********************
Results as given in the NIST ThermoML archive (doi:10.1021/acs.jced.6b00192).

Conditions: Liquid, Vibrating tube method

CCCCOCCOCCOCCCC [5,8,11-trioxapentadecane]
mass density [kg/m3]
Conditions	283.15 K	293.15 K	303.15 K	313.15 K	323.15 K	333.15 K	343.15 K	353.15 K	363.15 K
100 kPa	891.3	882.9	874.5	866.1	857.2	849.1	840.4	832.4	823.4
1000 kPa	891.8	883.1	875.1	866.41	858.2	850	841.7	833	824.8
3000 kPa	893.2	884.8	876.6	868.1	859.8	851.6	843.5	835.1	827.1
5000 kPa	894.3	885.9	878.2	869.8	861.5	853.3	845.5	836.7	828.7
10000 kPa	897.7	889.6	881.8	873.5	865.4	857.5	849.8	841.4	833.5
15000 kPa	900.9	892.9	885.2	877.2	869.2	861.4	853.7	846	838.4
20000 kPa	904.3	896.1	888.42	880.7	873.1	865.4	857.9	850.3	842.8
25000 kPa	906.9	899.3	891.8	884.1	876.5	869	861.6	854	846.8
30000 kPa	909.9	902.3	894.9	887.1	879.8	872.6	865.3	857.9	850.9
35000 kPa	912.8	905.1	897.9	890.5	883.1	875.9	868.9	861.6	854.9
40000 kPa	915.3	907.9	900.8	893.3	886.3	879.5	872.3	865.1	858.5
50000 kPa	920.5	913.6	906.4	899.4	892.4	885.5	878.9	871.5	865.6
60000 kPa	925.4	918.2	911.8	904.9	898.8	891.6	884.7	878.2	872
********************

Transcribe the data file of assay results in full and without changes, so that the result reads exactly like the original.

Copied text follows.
Results as given in the NIST ThermoML archive (doi:10.1021/acs.jced.6b00192).

Conditions: Liquid, Vibrating tube method

CCCCOCCOCCOCCCC [5,8,11-trioxapentadecane]
mass density [kg/m3]
Conditions	283.15 K	293.15 K	303.15 K	313.15 K	323.15 K	333.15 K	343.15 K	353.15 K	363.15 K
100 kPa	891.3	882.9	874.5	866.1	857.2	849.1	840.4	832.4	823.4
1000 kPa	891.8	883.1	875.1	866.41	858.2	850	841.7	833	824.8
3000 kPa	893.2	884.8	876.6	868.1	859.8	851.6	843.5	835.1	827.1
5000 kPa	894.3	885.9	878.2	869.8	861.5	853.3	845.5	836.7	828.7
10000 kPa	897.7	889.6	881.8	873.5	865.4	857.5	849.8	841.4	833.5
15000 kPa	900.9	892.9	885.2	877.2	869.2	861.4	853.7	846	838.4
20000 kPa	904.3	896.1	888.42	880.7	873.1	865.4	857.9	850.3	842.8
25000 kPa	906.9	899.3	891.8	884.1	876.5	869	861.6	854	846.8
30000 kPa	909.9	902.3	894.9	887.1	879.8	872.6	865.3	857.9	850.9
35000 kPa	912.8	905.1	897.9	890.5	883.1	875.9	868.9	861.6	854.9
40000 kPa	915.3	907.9	900.8	893.3	886.3	879.5	872.3	865.1	858.5
50000 kPa	920.5	913.6	906.4	899.4	892.4	885.5	878.9	871.5	865.6
60000 kPa	925.4	918.2	911.8	904.9	898.8	891.6	884.7	878.2	872